(Bloomberg) -- Some money managers that buy junk bonds have been pouring money into investment-grade notes instead, because the yields can be almost as high now. 

The difference between yields on the highest-rated junk debt, in the BB tier, and the weakest investment-grade debt, with a BBB rating, has narrowed to relatively thin levels as many investors grow increasingly optimistic about the economic outlook and buy riskier securities. It’s the latest sign of how Federal Reserve rate hikes that started in 2022 aren’t cooling down some markets.  

Now some money managers are taking the opposite side of the trade, and buying high-grade bonds instead: at about 1 percentage point as of Thursday, the gap between average BB and BBB yields is narrow compared with its peak of more than 4 percentage points during the pandemic. The difference has been trending downward since October.  

“We are going up there and finding good credits with comparable spreads and yields to high-yield bonds,” said Michael Best, a portfolio manager at Barings. His firm owns more investment-grade bonds than it ever has in its high-yield strategies.

Similarly, the portfolio that Connor Fitzgerald oversees at Wellington Management is “favoring high-grade BBBs right now,” he said. His firm was heavily weighted in BB credits during 2022 and 2023 but has been reducing that position.

These money managers are waking up to prices that look unusually high in junk bonds. Within the industrial sector, the share of BB rated companies trading at BBB levels is near the highest outside of periods of market stress, Yuri Seliger, strategist for Bank of America, wrote in a recent report. The difference between the 25th percentile of BB industrial spreads and 75th percentile of BBB industrial spreads is just 15 basis points, “about as low as it gets historically,” he wrote.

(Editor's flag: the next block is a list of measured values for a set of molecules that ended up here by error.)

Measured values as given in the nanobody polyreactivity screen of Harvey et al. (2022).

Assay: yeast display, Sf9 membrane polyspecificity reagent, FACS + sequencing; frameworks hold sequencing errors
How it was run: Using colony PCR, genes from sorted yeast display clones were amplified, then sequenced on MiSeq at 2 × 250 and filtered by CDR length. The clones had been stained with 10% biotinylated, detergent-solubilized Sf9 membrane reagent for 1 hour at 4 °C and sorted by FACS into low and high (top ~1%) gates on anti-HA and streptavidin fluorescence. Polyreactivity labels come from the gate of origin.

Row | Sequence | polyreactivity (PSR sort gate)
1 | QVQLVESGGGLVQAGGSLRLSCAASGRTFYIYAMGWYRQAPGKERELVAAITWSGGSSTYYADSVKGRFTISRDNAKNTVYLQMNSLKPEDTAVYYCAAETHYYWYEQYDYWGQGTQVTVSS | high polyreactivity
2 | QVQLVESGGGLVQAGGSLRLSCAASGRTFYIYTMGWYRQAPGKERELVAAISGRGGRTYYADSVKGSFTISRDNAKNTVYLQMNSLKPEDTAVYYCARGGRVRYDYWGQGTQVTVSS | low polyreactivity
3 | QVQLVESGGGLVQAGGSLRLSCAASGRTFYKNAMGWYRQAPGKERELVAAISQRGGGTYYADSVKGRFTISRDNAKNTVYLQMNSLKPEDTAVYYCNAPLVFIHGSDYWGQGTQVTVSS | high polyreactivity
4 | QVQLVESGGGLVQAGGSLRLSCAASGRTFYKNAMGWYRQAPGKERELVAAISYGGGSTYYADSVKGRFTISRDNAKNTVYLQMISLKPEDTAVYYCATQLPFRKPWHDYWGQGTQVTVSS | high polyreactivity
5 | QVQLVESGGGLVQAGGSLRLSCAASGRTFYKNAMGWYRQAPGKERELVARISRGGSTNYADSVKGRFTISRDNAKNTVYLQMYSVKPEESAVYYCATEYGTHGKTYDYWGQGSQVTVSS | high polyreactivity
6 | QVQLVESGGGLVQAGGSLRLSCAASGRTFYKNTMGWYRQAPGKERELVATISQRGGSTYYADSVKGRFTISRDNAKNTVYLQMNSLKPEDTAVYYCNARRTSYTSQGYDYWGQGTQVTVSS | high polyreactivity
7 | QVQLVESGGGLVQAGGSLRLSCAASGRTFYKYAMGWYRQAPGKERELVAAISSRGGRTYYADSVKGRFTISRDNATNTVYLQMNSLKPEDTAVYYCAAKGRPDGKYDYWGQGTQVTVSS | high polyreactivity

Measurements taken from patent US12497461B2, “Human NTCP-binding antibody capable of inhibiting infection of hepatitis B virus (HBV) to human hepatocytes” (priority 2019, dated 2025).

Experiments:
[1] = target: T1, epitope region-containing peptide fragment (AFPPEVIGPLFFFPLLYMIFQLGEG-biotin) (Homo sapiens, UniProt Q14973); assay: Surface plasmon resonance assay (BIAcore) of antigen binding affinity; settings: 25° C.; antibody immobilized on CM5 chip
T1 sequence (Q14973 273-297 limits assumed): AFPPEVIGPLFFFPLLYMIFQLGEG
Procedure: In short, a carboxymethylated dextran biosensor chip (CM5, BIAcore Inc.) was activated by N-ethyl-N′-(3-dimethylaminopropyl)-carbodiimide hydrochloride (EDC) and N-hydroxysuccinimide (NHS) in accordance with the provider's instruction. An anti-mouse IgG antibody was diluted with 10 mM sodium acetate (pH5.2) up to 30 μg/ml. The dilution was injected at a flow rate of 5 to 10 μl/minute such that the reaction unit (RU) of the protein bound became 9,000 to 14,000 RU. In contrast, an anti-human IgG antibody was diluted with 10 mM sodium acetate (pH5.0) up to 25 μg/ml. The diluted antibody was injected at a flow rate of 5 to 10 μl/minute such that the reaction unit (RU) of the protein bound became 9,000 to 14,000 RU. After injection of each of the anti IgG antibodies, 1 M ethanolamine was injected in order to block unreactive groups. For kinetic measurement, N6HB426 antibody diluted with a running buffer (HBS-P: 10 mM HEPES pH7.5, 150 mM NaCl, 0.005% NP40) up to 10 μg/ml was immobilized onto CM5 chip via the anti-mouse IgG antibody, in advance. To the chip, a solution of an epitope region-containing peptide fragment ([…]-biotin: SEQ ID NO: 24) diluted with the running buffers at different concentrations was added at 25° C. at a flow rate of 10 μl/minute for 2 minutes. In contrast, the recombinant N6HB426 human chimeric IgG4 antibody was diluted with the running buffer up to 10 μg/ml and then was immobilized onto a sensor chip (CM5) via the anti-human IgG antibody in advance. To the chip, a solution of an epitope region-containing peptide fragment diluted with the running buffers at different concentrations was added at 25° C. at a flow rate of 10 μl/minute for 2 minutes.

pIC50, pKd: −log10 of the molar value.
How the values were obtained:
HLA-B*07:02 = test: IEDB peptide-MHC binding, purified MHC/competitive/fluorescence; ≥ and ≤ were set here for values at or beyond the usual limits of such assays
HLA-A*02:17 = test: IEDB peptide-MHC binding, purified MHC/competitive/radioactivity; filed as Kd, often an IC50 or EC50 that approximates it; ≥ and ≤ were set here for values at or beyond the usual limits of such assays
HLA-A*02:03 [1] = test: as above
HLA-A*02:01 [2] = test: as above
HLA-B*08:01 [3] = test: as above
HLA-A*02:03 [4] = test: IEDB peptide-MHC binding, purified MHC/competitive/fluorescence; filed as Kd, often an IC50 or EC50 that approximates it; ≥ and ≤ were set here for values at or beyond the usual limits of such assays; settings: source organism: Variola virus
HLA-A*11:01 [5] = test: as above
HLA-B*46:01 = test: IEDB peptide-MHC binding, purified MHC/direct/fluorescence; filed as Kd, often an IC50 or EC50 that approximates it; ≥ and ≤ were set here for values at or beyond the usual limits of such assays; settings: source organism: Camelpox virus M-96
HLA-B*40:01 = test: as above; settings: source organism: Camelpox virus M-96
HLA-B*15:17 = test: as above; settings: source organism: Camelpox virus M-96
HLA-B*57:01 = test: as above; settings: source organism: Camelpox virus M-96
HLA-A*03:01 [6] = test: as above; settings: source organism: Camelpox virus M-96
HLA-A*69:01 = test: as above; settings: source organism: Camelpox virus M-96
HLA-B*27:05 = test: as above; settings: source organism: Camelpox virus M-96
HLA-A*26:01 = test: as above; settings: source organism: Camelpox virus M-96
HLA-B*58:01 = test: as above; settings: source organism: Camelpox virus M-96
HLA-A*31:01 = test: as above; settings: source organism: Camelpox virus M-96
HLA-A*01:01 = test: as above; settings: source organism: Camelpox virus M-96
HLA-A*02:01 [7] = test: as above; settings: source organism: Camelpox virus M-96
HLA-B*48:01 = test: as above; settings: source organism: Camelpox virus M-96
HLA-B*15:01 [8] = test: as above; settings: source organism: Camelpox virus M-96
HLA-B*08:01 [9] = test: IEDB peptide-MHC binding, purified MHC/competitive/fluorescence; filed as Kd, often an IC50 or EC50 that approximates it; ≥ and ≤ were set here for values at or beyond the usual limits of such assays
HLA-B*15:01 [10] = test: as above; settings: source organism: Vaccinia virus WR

“In investment grade, for your BBBs you are making as much spread income as BBs are offering,” Seliger said in an interview. “Why own those if you can buy BBBs and get a very similar spread?” The average yield for BBB bonds was 5.58% as of Thursday, while BB yields stood at 6.56%, according to Bloomberg index data.

Kathy Jones, chief fixed-income strategist at Charles Schwab, also thinks BBBs look attractive, partly because the economy could deteriorate as interest rates stay high.

“Even the top end of high yield, at some point, if we hit a bump in the road with the economy those spreads will likely widen,” she said. 

For now, US workers and businesses have been holding up surprisingly well as the Federal Reserve has kept interest rates high to tame rising costs. There are signs of weakness emerging, particularly in recent data on consumer sentiment and factory activity, but few predict any kind of serious contraction on the horizon.

Narrow spreads have tempted junk-bond investors into the pool of barely-blue-chip companies before, and some do not see the same opportunities now.

“We currently believe the best value is in BB,” said Taylor Huffman, a client portfolio manager at PT Asset Management LLC. The firm is focusing on short duration BBs, specifically. 

If spreads widen between those rating-adjacent bonds, the ones with longer durations in the investment-grade space will get hit harder, she argues.

Others are not as concerned about that outcome, or else too tempted by the risk-reward calculation in front of them.

“There is not that much of a gap between the credit quality of BBB and BB,” said Wellington Management’s Fitzgerald. Compared to historical spreads, he said, BBs look “very rich.”

(Updates with average yields for BBs and BBBs in seventh paragraph.)

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